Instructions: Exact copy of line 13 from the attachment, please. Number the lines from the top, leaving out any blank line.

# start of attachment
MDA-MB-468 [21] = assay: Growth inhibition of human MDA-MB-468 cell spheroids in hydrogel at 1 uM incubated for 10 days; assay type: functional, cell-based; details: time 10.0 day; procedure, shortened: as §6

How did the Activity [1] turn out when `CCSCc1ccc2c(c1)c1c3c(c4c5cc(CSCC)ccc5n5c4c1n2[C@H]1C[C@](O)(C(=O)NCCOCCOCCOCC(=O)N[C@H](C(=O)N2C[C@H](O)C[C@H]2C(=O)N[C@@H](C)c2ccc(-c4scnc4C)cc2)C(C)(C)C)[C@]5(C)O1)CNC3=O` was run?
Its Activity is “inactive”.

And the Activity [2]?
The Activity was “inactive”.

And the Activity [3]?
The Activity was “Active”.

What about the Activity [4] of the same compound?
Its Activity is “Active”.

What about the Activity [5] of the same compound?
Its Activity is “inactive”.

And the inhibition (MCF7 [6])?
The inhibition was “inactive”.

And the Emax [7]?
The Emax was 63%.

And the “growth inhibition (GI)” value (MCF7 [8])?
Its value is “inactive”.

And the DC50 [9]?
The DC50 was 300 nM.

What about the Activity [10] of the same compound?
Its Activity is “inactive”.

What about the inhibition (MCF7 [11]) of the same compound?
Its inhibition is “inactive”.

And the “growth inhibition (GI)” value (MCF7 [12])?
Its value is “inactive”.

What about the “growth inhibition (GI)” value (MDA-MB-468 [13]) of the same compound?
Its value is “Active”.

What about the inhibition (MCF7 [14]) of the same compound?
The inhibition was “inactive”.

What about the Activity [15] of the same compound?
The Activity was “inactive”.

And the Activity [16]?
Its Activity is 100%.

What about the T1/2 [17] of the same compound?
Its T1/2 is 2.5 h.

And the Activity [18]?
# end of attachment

The inhibition was “inactive”.